Loving the articles New York Magazine is putting out at the moment. This one ties in nicely to the stories we heard recently at our first live event in LA.
25 Famous Women on Overcoming Rejection
By Julie Ma
Dealing with rejection is a universal experience. Anyone who dares to chase after a dream will — at some point in the journey — encounter a closed door or a glass ceiling. People’s reactions to the word no are incredibly varied: Some give up immediately and slump back to wherever they came from, while others merely cackle in its face and attempt to forge on ahead — even if it means that they’ll fall flat on their faces for the millionth time.
Nobody knows more about dealing with rejection than writers, artists, and individuals in the creative fields. We’ve culled together words from women like Sylvia Plath, Yoko Ono, and Misty Copeland on how they’ve learned to deal with doors slamming in their faces and finding the will to rise above it all.
“What if our work isn’t good enough? We get rejections. Isn’t this the world’s telling us we shouldn’t bother to be writers? How can we know if we work now hard and develop ourselves we will be more than mediocre? Isn’t this the world’s revenge on us for sticking our neck out? We can never know until we’ve worked, written. We have no guarantee we’ll get a Writer’s Degree. Weren’t the mothers and businessmen right after all? Shouldn’t we have avoided these disquieting questions and taken steady jobs and secured a good future for the kiddies?” — The Unabridged Journals of Sylvia Plath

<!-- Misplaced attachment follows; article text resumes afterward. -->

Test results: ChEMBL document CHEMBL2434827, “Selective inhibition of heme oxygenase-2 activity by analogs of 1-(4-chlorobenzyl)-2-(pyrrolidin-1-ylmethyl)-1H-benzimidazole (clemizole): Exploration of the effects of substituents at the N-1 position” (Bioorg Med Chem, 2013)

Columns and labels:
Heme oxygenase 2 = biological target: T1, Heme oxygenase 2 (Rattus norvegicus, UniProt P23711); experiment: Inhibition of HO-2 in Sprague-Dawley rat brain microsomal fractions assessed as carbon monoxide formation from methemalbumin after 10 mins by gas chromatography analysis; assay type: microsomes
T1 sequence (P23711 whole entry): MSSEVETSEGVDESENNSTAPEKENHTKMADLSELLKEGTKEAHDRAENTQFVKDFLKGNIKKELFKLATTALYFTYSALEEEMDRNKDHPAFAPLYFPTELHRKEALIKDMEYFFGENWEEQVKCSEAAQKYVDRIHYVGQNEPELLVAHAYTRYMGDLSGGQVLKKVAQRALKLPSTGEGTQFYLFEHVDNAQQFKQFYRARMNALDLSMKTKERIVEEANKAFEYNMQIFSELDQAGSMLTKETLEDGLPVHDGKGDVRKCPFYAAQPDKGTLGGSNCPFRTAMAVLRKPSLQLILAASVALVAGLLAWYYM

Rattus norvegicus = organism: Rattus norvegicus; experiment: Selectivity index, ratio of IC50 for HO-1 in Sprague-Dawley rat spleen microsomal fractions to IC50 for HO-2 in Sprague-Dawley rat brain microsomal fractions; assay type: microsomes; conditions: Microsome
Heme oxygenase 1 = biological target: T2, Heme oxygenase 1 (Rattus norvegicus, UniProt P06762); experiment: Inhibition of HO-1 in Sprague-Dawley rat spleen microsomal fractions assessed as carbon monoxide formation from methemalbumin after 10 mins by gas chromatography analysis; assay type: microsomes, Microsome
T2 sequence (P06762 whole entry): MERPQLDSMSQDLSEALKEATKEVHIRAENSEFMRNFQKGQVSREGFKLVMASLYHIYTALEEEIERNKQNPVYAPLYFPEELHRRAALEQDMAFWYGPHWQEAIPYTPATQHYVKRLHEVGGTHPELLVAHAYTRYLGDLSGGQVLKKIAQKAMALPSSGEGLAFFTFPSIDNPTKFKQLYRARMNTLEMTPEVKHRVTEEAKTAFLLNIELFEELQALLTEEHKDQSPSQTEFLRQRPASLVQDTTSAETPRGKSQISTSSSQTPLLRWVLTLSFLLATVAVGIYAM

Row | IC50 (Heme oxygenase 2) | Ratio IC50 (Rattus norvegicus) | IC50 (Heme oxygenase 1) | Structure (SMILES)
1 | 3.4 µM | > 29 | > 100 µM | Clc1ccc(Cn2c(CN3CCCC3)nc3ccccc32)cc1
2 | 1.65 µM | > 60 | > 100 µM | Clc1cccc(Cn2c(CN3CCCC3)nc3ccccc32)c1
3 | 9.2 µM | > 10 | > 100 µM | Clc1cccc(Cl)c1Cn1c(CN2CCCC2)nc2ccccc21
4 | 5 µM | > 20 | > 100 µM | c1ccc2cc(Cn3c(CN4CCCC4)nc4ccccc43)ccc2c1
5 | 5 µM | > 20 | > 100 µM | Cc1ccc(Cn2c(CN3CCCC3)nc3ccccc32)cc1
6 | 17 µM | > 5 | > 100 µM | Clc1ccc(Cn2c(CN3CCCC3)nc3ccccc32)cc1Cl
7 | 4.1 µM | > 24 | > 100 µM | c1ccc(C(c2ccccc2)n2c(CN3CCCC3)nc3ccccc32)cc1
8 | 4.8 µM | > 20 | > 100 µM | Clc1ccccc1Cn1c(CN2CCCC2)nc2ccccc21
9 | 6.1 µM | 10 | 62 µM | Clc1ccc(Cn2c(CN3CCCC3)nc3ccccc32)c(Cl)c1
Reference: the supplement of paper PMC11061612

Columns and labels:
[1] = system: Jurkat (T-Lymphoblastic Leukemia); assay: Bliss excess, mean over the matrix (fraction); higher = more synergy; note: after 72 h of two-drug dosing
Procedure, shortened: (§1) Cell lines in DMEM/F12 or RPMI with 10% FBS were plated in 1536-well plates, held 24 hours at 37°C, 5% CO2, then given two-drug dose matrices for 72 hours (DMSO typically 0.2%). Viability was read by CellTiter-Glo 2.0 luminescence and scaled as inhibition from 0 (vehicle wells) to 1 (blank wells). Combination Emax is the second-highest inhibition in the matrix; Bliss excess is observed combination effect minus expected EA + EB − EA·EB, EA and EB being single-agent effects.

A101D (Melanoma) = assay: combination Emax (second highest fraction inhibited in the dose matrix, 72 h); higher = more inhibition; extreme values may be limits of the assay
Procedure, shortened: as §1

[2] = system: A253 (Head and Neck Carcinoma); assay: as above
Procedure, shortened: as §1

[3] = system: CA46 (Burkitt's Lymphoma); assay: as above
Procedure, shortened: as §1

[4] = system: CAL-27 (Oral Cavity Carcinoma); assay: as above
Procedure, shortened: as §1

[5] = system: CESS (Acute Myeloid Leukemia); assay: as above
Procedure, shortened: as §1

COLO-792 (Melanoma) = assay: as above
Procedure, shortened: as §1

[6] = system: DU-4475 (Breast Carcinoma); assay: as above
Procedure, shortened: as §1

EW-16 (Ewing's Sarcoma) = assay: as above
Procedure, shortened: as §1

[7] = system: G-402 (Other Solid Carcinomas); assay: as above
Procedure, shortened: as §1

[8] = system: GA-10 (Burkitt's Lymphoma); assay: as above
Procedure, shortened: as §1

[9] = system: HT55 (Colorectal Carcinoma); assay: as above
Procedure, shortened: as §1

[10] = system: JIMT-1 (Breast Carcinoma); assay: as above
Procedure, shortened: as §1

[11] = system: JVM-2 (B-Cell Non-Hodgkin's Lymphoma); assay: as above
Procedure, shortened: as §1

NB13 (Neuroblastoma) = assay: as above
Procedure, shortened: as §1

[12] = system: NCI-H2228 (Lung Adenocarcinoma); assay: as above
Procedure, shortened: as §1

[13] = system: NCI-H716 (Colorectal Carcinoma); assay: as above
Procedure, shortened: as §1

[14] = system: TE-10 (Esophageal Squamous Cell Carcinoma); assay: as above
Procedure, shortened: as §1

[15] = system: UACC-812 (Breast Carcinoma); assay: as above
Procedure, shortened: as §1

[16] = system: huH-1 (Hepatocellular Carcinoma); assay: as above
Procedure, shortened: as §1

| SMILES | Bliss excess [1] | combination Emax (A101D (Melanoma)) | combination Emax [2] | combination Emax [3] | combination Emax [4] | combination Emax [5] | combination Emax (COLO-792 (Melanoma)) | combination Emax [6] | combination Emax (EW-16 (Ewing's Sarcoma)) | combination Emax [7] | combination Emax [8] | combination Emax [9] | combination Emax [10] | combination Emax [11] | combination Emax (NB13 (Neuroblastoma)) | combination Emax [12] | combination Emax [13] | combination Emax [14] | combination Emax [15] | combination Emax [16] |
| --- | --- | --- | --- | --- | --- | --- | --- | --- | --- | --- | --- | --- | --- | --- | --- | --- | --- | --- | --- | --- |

“The strangest thing to come out of Wild’s success is how often people make incorrect assumptions about me. They assume writing is easy for me and I’ll never face rejection again. But of course I will and I do. The thing I’ve learned over and over again is never, ever assume that you’re going to get something — publication, award nominations, a prize, a residency, or fellowship. And never assume you aren’t going to get it either. The writing life doesn’t move in a straight line. I’ve had successes and rejections all along the way, at every stage of my career, and I will continue to do so. Acceptances and rejections don’t define me. They’re both part of what it means to be a writer. My job is to simply keep doing the work. Like — well, you know — a motherfucker.” — Guernica Mag, June 2013
“I had another interviewer ask me, ‘When do you think you’re going to get through that door?’ I was like, the problem here is you’re already thinking there’s a door I need to get through, because that door is white Hollywood. Instead of, like, ‘Oh, that door doesn’t even value me anyway. Why am I trying to get into it?’ That’s a hard thing to justify, because we’re all humans with egos and insecurities, and we all want to be accepted and loved and admired. But I have to ask myself: ‘At what cost?’” — Vulture, June 2016
Read the full article here.